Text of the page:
Now you may well say that neither scenario I've given above is very likely, and you would be right. My reply is that this is not because my methodology is wrong; it's because the problem itself is nearly intractable and needs to be taken seriously as such. And I should add that although these convincing cases are extreme, the arguments that you have made in favor of the History of the Rechabites being Jewish look very weak in comparison.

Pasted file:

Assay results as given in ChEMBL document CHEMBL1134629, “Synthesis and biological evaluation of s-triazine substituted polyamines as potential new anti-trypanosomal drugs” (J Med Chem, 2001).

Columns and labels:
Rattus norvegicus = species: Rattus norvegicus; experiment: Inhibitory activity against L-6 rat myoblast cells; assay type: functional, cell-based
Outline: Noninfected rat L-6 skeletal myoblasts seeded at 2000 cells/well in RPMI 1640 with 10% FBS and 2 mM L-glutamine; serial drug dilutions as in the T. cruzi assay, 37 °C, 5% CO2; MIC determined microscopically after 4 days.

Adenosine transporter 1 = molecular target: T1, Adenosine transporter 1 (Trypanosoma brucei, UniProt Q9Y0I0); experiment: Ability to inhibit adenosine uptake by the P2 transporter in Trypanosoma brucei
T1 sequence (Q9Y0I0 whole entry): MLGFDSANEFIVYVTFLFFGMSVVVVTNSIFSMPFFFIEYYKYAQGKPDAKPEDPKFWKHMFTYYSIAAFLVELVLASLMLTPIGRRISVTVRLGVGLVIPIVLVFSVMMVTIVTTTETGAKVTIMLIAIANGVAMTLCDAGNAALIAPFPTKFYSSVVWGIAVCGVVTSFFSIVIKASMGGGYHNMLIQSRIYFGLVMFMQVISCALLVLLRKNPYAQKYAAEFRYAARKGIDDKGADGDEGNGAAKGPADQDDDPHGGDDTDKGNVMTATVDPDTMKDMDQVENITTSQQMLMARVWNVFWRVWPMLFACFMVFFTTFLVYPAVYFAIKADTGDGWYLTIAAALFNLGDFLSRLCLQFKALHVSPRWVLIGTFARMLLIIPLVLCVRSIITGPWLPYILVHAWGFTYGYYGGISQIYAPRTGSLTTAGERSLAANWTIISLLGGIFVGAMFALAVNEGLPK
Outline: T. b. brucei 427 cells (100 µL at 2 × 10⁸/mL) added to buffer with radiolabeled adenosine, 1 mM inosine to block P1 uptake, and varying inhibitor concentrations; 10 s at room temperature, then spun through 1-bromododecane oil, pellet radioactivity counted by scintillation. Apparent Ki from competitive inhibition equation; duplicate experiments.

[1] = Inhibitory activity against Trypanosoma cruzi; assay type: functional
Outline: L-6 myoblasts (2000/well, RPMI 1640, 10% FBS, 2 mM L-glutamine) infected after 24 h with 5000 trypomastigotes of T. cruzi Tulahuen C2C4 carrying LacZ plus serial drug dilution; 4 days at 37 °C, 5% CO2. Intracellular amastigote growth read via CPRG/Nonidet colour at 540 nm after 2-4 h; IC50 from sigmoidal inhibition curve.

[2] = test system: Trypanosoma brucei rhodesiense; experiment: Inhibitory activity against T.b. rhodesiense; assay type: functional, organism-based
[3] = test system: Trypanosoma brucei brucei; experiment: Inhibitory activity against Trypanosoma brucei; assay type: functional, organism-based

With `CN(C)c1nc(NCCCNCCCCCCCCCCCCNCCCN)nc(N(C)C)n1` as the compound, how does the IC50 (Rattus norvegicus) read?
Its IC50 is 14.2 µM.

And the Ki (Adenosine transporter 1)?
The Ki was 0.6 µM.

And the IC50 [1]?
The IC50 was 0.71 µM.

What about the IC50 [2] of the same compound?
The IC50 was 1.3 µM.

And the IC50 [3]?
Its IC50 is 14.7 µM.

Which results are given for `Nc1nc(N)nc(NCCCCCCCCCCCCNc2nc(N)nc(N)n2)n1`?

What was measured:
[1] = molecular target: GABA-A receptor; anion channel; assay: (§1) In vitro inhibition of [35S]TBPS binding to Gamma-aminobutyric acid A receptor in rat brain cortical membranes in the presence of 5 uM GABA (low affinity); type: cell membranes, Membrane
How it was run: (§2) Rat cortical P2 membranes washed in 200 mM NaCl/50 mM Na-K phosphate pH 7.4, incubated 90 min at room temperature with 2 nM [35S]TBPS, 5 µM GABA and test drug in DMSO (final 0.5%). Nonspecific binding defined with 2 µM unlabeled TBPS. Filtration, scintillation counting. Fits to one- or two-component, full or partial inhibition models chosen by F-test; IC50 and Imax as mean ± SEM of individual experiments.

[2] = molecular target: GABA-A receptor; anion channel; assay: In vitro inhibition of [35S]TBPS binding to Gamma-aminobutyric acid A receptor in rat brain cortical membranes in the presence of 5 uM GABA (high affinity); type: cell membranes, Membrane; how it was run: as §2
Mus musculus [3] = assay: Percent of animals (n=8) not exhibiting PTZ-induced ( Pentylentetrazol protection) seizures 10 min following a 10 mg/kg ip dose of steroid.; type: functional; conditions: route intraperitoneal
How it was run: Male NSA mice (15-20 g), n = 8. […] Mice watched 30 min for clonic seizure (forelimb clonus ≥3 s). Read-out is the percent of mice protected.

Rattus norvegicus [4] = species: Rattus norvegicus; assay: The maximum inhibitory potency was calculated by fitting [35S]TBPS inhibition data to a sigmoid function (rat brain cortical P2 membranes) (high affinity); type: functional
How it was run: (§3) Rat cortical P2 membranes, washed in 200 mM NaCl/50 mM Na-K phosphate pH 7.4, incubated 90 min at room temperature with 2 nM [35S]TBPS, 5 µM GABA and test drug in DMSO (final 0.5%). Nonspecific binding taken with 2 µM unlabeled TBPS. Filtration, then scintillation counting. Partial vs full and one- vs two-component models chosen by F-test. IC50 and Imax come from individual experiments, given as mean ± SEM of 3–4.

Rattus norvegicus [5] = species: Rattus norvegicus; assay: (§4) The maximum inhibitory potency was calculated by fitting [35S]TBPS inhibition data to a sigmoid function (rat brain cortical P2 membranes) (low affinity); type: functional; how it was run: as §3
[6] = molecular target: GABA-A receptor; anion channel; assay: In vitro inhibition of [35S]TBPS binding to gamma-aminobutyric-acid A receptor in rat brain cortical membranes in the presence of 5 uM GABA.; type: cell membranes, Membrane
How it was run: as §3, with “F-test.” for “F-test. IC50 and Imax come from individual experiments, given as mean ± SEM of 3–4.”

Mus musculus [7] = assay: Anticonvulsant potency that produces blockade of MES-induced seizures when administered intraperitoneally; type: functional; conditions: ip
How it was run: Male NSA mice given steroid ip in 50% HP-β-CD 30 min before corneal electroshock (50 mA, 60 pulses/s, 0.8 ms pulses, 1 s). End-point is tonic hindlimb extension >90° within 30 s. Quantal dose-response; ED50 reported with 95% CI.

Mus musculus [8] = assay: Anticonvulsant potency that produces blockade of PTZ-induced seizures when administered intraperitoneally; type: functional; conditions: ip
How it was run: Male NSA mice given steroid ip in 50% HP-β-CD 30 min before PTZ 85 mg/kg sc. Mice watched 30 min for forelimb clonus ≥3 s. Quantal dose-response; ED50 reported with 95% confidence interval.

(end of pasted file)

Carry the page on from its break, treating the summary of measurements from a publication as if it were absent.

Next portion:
Perhaps I should reinforce the additional general point that I'm not saying that we can be sure that the History of the Rechabites is not a Jewish text but that, given its transmission we cannot be even reasonably sure that it is and, unless we are, we have no business using it as such. I have a larger agenda here in that I think that the field of early Jewish studies (i.e., concerning the Judaism of the first few centuries C.E.) has been contaminated for a long time by our using a number of works to reconstruct ancient Judaism when there is excellent reason to doubt that these works are Jewish and to fear that at least some of them were composed by Christians. These include the Life of Adam and Eve, parts of the Testaments of the Twelve Patriarchs, the Story of Zosimus, the Testament of Abraham, 3 Baruch, the Martyrdom of Isaiah, the Testament of Job, Joseph and Aseneth, and the Lives of the Prophets. This is an incomplete list off the top of my head. Perhaps some of them are Jewish; probably at least some of them are Christian. I think it is important for the field to adopt, at this point, a minimalist position and ask which texts we can be highly confident are Jewish and use those for our reconstruction of Judaism. My book aims to tackle the problem of how to do that. It may well be that as our methods and technologies improve and we find more and earlier manuscripts etc., that we'll be able to move some of the above works into the pretty certain category. But for now they are quite uncertain and we are better off leaving them out. Another way to put this is that our picture of ancient Judaism, is by the nature of our imperfect evidence, bound to be distorted. I think we are better off distorting it by omitting some texts from consideration which potentially might be relevant than by including some texts some of which are almost certainly not relevant. I would rather work with what we are confident are Jewish texts than risk contaminating the sample with texts that may well be of Christian or other origin.